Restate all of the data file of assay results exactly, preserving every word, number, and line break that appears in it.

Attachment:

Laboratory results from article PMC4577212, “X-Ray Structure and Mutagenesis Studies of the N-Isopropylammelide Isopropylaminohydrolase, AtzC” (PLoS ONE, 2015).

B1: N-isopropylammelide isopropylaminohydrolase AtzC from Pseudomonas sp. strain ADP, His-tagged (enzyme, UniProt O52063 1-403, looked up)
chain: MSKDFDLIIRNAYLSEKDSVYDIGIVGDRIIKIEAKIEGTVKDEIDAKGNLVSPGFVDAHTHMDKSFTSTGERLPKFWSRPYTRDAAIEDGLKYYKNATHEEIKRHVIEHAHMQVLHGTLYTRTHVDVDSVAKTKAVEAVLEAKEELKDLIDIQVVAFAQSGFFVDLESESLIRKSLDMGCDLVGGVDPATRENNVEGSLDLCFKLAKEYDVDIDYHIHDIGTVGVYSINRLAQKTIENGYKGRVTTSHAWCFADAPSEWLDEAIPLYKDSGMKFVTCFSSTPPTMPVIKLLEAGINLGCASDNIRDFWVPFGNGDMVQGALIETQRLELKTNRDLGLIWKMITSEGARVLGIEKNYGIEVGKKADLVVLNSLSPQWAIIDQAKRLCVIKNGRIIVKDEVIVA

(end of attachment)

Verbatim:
Laboratory results from article PMC4577212, “X-Ray Structure and Mutagenesis Studies of the N-Isopropylammelide Isopropylaminohydrolase, AtzC” (PLoS ONE, 2015).

B1: N-isopropylammelide isopropylaminohydrolase AtzC from Pseudomonas sp. strain ADP, His-tagged (enzyme, UniProt O52063 1-403, looked up)
chain: MSKDFDLIIRNAYLSEKDSVYDIGIVGDRIIKIEAKIEGTVKDEIDAKGNLVSPGFVDAHTHMDKSFTSTGERLPKFWSRPYTRDAAIEDGLKYYKNATHEEIKRHVIEHAHMQVLHGTLYTRTHVDVDSVAKTKAVEAVLEAKEELKDLIDIQVVAFAQSGFFVDLESESLIRKSLDMGCDLVGGVDPATRENNVEGSLDLCFKLAKEYDVDIDYHIHDIGTVGVYSINRLAQKTIENGYKGRVTTSHAWCFADAPSEWLDEAIPLYKDSGMKFVTCFSSTPPTMPVIKLLEAGINLGCASDNIRDFWVPFGNGDMVQGALIETQRLELKTNRDLGLIWKMITSEGARVLGIEKNYGIEVGKKADLVVLNSLSPQWAIIDQAKRLCVIKNGRIIVKDEVIVA